Startup LEX raises $15M to “take buildings public”
Firm lets owners sell shares of individual properties for as little as $250
LEX, a commercial real estate securities marketplace, raised $15 million in Series A funding to “take buildings public.”
Direct investment in commercial real estate typically has been reserved for the wealthy and connected. But LEX allows everyday investors to buy and sell shares of individual commercial assets for as little as $250, without required holding periods.
The startup says buyers of shares in a building have full transparency and receive the same benefits — appreciation and passive income via cash distributions from rents, among others — as the property’s sponsor, its original owner. And they can exit at any time.
“These are all stabilizing or stabilized assets, with long-term leases, cash flow and historical financials,” said CEO Drew Sterrett. “They have been de-risked.”
Of course, no real estate investment is without risk. Tenants leave, downsize, go bankrupt or just stop paying rent. Building owners miss debt payments and lenders foreclose. LEX discloses such potential outcomes in the fine print of investor documents.
Sterett noted that investors can track rent rates, tenant rollover, operational expenses and other key information on the platform.
LEX, co-founded by Sterrett with brother Dean and Jesse Daugherty, also bills itself as a “new equity recapitalization option” for building owners, who, by partnering with LEX, generate partial liquidity in individual assets while maintaining control of the property.
The Series A, announced Wednesday, was led by the investment and options trading firm PEAK6. Khosla Ventures, MetaProp, Two Lanterns, MUFG Innovation Partners and Gaingels also participated.
Efforts to democratize commercial real estate investing go back years, beginning with the original real estate investment trust legislation in 1960. The REIT model and its offshoots — other modern investment platforms, such as Fundrise, sometimes call their products “eREITs” — facilitate indirect investment. A retail investor is buying shares in a real estate company or fund, which then puts the capital to work on investors’ behalf.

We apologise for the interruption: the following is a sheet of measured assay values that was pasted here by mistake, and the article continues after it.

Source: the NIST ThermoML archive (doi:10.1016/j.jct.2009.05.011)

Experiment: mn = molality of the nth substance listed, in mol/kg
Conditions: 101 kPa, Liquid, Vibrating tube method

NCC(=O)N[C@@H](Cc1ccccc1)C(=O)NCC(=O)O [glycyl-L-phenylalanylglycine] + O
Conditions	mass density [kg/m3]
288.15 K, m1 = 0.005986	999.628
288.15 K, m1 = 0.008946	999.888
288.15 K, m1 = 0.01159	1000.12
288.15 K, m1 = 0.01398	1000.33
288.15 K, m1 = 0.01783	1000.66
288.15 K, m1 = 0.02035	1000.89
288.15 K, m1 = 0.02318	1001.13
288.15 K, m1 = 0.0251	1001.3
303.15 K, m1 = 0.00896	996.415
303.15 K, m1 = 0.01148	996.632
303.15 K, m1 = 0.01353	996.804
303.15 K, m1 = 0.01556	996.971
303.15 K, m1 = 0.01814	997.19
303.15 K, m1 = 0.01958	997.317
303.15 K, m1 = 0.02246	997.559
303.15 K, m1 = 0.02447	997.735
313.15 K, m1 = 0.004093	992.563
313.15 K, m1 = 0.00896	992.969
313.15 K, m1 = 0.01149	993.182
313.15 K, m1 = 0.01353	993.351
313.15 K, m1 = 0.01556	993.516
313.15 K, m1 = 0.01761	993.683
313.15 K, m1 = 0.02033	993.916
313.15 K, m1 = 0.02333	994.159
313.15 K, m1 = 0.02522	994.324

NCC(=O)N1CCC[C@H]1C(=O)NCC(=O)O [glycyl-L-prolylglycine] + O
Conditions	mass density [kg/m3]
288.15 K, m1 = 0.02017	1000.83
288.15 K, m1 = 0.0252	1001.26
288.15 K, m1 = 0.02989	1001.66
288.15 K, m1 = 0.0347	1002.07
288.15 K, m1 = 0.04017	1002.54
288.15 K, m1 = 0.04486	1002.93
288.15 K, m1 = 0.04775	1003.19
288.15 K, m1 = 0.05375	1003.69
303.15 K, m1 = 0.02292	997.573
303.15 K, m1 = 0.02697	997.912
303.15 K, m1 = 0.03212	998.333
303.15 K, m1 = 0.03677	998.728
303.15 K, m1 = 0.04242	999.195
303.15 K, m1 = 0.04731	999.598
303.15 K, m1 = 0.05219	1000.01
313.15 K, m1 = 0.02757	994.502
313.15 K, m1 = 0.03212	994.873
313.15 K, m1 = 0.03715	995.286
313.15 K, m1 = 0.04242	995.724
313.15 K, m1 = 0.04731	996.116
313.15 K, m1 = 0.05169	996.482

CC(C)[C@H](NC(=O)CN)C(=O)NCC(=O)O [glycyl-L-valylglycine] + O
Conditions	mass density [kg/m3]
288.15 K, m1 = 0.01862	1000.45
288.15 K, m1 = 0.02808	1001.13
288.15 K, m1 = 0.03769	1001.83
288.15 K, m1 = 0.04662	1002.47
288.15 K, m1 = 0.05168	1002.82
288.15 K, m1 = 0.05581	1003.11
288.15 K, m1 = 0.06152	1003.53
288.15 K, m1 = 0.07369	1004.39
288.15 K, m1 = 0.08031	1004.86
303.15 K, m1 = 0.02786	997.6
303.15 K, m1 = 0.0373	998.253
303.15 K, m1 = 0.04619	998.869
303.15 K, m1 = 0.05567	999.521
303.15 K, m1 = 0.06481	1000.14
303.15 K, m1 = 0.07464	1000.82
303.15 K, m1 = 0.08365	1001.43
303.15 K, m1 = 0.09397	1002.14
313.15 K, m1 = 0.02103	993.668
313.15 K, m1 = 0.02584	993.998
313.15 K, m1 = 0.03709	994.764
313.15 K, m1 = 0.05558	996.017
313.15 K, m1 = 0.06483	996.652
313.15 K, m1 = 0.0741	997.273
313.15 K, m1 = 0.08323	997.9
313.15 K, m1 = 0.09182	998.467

LEX takes those efforts a step further by allowing direct ownership in individual properties. It accomplishes this by way of some sophisticated accounting.
Each building is held in a limited liability company, and its listing on LEX’s trading platform — LEX is a licensed alternative trading system, or ATS, a notch below a national stock exchange — is tantamount to an IPO.
LEX securities are structured as publicly traded partnership interests, which allows for the tax benefits of real estate ownership to pass through to the individual investors. Investors receive a Schedule K-1 tax form, not a 1099, at the end of the year.
“You know how Donald Trump only paid $750 in federal taxes? That’s now available to everyone,” Sterrett said.
LEX makes money by charging sponsors a one-time placement fee at the time of an IPO, when the property is listed on the platform. It also collects an annual fee from them equal to 1 percent of the public float, or the total capital raised in the IPO. That is deducted from investors’ distributions, reducing their return.
LEX does not charge a commission on trades, and it absorbs any clearing, SEC and FINRA fees, according to its website.
The platform opened to the public in November with initial investment offerings in Portland, Maine and Harlem properties. The Manhattan site, an office property at 286 Lenox Avenue, was reportedly the first publicly traded individual commercial building in New York. The IPO for it is still underway.
LEX plans to expand its listings by about one per month, adding apartment buildings, warehouses and other property types. The platform could work for a commercial building of almost any value, Sterrett said: “It really works for properties worth a couple million dollars all the way up to — actually unlimited.”
LEX raised $4 million in a seed round in 2019.